Glory BE! The concept of “fit” is an awesome thing. The word “fit” can be used in so many ways:
- (Adjective) Of a suitable quality, standard, or type to meet the required purpose.
Example: That new drug is fit for FDA standards.
- (Verb) Be of the right shape and size for.
Example: That dress still fits me!
- (Noun) The particular way in which something fits around or into something.
Example: You are a perfect fit for our work culture.
See. I told you, fit is pretty awesome. Especially at work when “fit” is used as a noun (see example three). You know what is even more awesome? The work God bestowed with the glory of determining who is “a Fit” (noun). They even have a prayer for these awesome folks.
“Glory be to the father (boss), son (manager) and the holy spirit (culture)! As it was in the beginning, is now, and ever shall be work without end. Amen.”
I am a believer that work/cultural fit is an important criterion in hiring. Long past are the days when anybody responsible for hiring shivered-in-their-shoes at the idea of asking, “So tell me about yourself…” or “Where are you from?” or even “If you were one of the Beatles, which would you be?” Remember how scary that was?
Most must believe assessing fit provides additional accuracy in the hiring equation to include as a criterion at all. But let’s be clear. The accuracy of “fit” as a criteria is based—IMHO—on how “self-actualized” the recruiter or hiring manager assigned with assessing it is.
You all know Maslow’s Hierarchy of Needs? According to the definition in simplepsychology.org:
“Maslow stated that people are motivated to achieve certain needs. When one need is fulfilled a person seeks to fulfill the next one, and so on.”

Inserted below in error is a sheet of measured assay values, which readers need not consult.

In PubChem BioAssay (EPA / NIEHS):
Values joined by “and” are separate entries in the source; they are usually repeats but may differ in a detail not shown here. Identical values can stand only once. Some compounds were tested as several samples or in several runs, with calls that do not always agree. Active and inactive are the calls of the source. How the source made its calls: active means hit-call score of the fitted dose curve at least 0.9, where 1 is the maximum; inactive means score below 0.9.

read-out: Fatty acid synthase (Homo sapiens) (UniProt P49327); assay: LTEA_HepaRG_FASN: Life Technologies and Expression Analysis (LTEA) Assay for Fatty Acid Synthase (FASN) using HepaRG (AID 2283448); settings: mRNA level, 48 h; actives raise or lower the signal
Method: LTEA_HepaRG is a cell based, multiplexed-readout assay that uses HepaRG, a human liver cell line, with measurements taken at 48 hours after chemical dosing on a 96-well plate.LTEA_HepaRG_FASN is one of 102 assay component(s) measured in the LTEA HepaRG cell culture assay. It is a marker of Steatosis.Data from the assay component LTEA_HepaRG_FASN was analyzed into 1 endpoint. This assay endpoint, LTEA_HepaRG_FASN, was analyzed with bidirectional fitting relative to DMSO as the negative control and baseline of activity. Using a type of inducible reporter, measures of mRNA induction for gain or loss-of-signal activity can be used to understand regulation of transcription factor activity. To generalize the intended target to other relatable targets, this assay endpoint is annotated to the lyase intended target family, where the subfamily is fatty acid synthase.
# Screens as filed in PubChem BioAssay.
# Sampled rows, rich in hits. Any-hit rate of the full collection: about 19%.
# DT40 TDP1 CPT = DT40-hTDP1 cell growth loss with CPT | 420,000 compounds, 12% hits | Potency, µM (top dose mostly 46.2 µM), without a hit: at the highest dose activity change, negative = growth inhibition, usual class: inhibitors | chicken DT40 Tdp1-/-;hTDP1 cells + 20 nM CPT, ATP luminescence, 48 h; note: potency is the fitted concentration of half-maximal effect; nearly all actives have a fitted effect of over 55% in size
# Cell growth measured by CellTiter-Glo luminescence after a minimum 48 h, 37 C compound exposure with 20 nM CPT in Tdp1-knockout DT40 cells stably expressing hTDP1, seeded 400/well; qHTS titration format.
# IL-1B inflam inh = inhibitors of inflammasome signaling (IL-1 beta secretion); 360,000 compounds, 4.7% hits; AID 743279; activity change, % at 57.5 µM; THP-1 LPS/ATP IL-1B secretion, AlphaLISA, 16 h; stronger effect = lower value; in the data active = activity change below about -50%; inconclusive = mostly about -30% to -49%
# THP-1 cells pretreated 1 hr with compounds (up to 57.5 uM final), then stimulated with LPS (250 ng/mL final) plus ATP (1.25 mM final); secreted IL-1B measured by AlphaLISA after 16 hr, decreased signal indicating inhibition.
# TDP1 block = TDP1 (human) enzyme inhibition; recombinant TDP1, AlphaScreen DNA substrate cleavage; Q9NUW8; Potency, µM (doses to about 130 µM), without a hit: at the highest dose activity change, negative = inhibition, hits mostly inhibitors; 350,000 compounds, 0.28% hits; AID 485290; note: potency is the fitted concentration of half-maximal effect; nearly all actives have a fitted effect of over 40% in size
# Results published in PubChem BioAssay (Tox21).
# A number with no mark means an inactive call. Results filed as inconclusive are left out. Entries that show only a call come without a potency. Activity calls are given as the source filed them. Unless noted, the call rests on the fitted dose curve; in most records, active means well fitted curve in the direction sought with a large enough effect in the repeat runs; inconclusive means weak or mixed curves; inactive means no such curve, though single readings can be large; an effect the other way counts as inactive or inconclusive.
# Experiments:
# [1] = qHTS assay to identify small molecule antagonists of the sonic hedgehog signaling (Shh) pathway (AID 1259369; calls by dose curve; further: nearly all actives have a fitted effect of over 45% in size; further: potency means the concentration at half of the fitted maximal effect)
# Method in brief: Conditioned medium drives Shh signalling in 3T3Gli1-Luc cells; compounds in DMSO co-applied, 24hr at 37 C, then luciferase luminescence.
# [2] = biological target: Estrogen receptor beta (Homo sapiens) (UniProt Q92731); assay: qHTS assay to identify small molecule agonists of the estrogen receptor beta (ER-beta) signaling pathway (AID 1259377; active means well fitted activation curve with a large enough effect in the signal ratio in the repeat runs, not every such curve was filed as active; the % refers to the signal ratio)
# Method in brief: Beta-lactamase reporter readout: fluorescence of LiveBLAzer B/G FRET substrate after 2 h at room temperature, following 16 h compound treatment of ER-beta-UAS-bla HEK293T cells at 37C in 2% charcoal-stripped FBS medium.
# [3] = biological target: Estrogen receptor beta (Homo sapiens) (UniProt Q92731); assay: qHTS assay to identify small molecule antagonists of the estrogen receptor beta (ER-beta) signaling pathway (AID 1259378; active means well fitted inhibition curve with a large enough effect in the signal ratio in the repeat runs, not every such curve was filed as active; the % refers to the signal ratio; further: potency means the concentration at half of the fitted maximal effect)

Essentially, lots of innate needs have to be met in humans. These needs, typically sub-conscious, will motivate folks to behave in a certain way until met. A person hits Nirvana when they become self-actualized. Or one may say a person becomes close to being selfless.
In a nutshell, I believe the less self-actualized (selfless) the hiring decision maker is, the less adept they are at assessing if a candidate is a “fit” (noun). Why? The decision maker will (perhaps selfishly) determine if a candidate is a “fit” based on the decision maker’s immediate departmental needs rather than, say, long-term departmental needs or overall organizational culture fit. Or even more tragically, will neglect to dig-deep to see that every candidate is too complex to box into one specific “fit.” One person indeed can fit into many, many different working environments.
Recruiters and hiring managers responsible for these decisions: Know you are bestowed a big responsibility in assessing candidates, in particular candidate fit. Regularly self-audit, find a mentor, and solicit feedback on what underlying needs may be propelling your hiring decisions. Also, look at using some tools to help keep you on track regarding “fit” questions.
Unless you understand your needs, then you may be simply playing God with someone else’s career.
Dawn Burke, VP of Talent Consulting at Kinetix and founder/advisor for Dawn Burke HR, is an HR leader, speaker, and writer specializing in new HR practices, engagement and workplace culture. Her HR/recruiting/leadership career has spanned the last 20 years, with past gigs including a foundational role as VP of People for Birmingham, AL’s award-winning technology company, Daxko (And yes, Kris Dunn and Dawn are making Bham the HR capital of the world! Who knew?). You can also check her out at DawnHBurke.com and a variety of other interesting places. Google her, it’ll keep you posted on what she is up to.
Most importantly: She is addicted to TV, knows most of the lyrics to Hamilton and West Side Story, loves to cry at movies (check out Cinema Paradiso for a cry fest!), thinks wine, a wheel of Brie and Milk Duds make a well-balanced dinner, and sings in her car daily. Her husband and cat are the Yin to her Yang.